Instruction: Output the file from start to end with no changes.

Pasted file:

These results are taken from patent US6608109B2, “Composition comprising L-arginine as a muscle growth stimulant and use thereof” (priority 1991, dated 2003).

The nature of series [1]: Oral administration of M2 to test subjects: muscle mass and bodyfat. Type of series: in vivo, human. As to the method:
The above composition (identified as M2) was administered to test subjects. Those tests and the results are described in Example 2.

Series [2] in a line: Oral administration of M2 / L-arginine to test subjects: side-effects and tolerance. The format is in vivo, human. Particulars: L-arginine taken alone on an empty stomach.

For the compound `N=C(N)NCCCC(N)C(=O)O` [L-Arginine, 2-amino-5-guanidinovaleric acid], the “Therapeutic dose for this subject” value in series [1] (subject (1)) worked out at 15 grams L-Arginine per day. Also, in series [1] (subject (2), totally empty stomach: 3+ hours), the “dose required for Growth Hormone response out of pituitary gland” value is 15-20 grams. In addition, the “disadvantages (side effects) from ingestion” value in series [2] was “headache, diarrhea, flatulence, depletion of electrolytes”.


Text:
These results are taken from patent US6608109B2, “Composition comprising L-arginine as a muscle growth stimulant and use thereof” (priority 1991, dated 2003).

The nature of series [1]: Oral administration of M2 to test subjects: muscle mass and bodyfat. Type of series: in vivo, human. As to the method:
The above composition (identified as M2) was administered to test subjects. Those tests and the results are described in Example 2.

Series [2] in a line: Oral administration of M2 / L-arginine to test subjects: side-effects and tolerance. The format is in vivo, human. Particulars: L-arginine taken alone on an empty stomach.

For the compound `N=C(N)NCCCC(N)C(=O)O` [L-Arginine, 2-amino-5-guanidinovaleric acid], the “Therapeutic dose for this subject” value in series [1] (subject (1)) worked out at 15 grams L-Arginine per day. Also, in series [1] (subject (2), totally empty stomach: 3+ hours), the “dose required for Growth Hormone response out of pituitary gland” value is 15-20 grams. In addition, the “disadvantages (side effects) from ingestion” value in series [2] was “headache, diarrhea, flatulence, depletion of electrolytes”.